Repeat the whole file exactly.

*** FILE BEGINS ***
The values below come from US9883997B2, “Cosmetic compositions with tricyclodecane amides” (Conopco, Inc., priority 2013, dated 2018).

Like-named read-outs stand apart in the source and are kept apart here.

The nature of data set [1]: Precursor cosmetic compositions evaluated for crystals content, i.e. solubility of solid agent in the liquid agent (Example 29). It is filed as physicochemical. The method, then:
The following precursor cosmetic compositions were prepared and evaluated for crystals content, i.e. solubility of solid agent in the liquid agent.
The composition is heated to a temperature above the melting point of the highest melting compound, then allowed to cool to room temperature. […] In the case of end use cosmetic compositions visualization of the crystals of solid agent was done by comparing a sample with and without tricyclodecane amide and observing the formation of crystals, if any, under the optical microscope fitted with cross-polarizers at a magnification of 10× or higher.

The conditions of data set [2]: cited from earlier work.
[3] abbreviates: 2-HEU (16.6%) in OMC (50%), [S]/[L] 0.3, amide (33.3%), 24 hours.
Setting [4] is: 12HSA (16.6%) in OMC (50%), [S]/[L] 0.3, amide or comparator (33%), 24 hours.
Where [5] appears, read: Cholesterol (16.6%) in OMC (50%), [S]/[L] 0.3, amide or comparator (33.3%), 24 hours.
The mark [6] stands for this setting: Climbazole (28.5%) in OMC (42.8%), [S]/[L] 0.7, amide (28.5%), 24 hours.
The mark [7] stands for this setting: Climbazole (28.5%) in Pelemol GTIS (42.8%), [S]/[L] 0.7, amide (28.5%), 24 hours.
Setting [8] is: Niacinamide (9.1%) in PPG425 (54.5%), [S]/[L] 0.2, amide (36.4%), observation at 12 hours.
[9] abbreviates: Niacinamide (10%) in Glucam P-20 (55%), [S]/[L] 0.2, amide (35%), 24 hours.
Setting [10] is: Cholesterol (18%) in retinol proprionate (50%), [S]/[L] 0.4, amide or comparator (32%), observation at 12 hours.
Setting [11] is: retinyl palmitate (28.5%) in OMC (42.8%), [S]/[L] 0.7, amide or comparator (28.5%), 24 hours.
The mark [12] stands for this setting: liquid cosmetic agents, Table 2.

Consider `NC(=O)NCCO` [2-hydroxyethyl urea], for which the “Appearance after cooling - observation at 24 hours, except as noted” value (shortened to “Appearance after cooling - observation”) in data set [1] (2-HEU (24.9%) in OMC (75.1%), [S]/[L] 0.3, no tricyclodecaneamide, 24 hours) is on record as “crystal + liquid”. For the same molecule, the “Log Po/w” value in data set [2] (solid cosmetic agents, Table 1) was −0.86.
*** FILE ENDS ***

The values below come from US9883997B2, “Cosmetic compositions with tricyclodecane amides” (Conopco, Inc., priority 2013, dated 2018).

Like-named read-outs stand apart in the source and are kept apart here.

The nature of data set [1]: Precursor cosmetic compositions evaluated for crystals content, i.e. solubility of solid agent in the liquid agent (Example 29). It is filed as physicochemical. The method, then:
The following precursor cosmetic compositions were prepared and evaluated for crystals content, i.e. solubility of solid agent in the liquid agent.
The composition is heated to a temperature above the melting point of the highest melting compound, then allowed to cool to room temperature. […] In the case of end use cosmetic compositions visualization of the crystals of solid agent was done by comparing a sample with and without tricyclodecane amide and observing the formation of crystals, if any, under the optical microscope fitted with cross-polarizers at a magnification of 10× or higher.

The conditions of data set [2]: cited from earlier work.
[3] abbreviates: 2-HEU (16.6%) in OMC (50%), [S]/[L] 0.3, amide (33.3%), 24 hours.
Setting [4] is: 12HSA (16.6%) in OMC (50%), [S]/[L] 0.3, amide or comparator (33%), 24 hours.
Where [5] appears, read: Cholesterol (16.6%) in OMC (50%), [S]/[L] 0.3, amide or comparator (33.3%), 24 hours.
The mark [6] stands for this setting: Climbazole (28.5%) in OMC (42.8%), [S]/[L] 0.7, amide (28.5%), 24 hours.
The mark [7] stands for this setting: Climbazole (28.5%) in Pelemol GTIS (42.8%), [S]/[L] 0.7, amide (28.5%), 24 hours.
Setting [8] is: Niacinamide (9.1%) in PPG425 (54.5%), [S]/[L] 0.2, amide (36.4%), observation at 12 hours.
[9] abbreviates: Niacinamide (10%) in Glucam P-20 (55%), [S]/[L] 0.2, amide (35%), 24 hours.
Setting [10] is: Cholesterol (18%) in retinol proprionate (50%), [S]/[L] 0.4, amide or comparator (32%), observation at 12 hours.
Setting [11] is: retinyl palmitate (28.5%) in OMC (42.8%), [S]/[L] 0.7, amide or comparator (28.5%), 24 hours.
The mark [12] stands for this setting: liquid cosmetic agents, Table 2.

Consider `NC(=O)NCCO` [2-hydroxyethyl urea], for which the “Appearance after cooling - observation at 24 hours, except as noted” value (shortened to “Appearance after cooling - observation”) in data set [1] (2-HEU (24.9%) in OMC (75.1%), [S]/[L] 0.3, no tricyclodecaneamide, 24 hours) is on record as “crystal + liquid”. For the same molecule, the “Log Po/w” value in data set [2] (solid cosmetic agents, Table 1) was −0.86.